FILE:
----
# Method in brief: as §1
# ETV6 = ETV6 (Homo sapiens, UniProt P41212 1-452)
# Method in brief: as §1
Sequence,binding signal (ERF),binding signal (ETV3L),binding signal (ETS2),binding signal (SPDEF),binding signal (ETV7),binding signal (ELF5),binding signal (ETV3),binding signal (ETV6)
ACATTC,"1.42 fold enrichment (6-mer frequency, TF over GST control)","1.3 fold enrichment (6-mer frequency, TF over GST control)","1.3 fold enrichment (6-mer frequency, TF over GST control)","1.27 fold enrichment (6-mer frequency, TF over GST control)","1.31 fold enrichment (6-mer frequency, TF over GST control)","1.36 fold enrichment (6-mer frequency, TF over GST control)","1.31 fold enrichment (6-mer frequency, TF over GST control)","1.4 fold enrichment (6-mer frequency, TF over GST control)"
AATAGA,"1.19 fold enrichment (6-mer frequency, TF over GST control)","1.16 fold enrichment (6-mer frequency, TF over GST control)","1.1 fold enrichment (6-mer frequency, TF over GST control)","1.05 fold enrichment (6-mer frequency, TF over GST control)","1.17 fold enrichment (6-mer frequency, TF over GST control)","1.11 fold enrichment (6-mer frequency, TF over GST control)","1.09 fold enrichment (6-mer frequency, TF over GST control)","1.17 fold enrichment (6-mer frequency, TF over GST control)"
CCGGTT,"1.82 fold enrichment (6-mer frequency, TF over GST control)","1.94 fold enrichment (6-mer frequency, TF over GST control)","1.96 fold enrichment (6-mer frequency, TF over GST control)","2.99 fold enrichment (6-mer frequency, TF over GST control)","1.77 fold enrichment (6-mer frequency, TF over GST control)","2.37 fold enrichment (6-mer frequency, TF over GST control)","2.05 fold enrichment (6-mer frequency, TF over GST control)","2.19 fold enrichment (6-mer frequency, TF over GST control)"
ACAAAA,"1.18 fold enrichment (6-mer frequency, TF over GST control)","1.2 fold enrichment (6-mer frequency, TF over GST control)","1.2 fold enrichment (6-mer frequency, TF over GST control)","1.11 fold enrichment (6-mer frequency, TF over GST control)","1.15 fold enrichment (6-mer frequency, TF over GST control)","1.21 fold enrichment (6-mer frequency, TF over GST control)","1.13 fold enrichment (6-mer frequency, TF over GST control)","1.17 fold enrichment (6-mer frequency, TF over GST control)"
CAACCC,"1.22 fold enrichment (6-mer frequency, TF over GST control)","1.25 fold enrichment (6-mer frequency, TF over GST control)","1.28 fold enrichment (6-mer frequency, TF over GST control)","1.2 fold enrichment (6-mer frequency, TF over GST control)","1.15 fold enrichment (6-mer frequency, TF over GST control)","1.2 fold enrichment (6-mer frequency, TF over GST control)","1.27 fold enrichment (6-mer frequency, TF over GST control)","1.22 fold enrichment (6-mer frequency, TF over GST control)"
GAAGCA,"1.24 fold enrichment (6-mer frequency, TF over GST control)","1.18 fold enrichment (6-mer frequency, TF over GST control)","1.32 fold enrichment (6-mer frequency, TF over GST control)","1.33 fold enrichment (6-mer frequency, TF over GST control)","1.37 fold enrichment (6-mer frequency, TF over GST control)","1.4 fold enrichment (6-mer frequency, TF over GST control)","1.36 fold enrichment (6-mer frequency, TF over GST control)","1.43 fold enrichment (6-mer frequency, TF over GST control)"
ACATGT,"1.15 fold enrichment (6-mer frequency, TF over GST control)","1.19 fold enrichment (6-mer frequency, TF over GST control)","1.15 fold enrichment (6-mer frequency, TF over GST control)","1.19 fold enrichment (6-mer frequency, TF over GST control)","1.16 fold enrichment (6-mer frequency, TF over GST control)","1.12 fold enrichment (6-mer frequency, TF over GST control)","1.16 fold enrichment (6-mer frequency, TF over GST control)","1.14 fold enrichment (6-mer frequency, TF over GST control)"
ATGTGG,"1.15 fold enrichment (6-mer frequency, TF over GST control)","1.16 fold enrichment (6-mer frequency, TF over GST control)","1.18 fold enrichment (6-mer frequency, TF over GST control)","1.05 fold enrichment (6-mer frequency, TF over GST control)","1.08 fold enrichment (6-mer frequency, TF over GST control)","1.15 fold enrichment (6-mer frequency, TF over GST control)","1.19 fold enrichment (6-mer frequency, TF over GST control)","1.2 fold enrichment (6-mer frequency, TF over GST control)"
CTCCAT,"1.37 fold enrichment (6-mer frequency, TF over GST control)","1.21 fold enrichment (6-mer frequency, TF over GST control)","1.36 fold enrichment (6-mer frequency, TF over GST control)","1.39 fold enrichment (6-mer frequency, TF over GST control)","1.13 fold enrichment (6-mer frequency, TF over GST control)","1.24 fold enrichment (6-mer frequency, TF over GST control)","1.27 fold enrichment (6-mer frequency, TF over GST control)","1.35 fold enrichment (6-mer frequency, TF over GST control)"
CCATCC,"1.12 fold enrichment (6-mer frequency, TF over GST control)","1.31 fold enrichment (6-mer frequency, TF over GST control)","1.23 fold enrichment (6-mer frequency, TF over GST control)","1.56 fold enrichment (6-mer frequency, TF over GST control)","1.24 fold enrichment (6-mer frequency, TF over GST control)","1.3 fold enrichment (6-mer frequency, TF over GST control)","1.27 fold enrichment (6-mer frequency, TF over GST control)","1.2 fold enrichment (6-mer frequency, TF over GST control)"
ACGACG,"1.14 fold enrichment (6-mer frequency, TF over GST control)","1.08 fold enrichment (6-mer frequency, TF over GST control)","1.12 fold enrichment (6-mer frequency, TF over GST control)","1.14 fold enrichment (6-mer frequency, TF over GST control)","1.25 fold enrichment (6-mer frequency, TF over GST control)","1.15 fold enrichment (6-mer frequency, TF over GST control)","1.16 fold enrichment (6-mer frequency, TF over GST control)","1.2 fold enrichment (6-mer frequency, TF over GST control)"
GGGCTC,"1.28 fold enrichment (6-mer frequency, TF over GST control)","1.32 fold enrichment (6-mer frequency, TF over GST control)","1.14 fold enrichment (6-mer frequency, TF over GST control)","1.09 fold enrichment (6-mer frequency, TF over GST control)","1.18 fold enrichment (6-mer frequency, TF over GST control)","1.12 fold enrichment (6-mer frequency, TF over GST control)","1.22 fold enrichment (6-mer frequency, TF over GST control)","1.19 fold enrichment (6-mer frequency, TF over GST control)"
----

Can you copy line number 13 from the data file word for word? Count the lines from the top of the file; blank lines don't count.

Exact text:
CTCCAT,"1.37 fold enrichment (6-mer frequency, TF over GST control)","1.21 fold enrichment (6-mer frequency, TF over GST control)","1.36 fold enrichment (6-mer frequency, TF over GST control)","1.39 fold enrichment (6-mer frequency, TF over GST control)","1.13 fold enrichment (6-mer frequency, TF over GST control)","1.24 fold enrichment (6-mer frequency, TF over GST control)","1.27 fold enrichment (6-mer frequency, TF over GST control)","1.35 fold enrichment (6-mer frequency, TF over GST control)"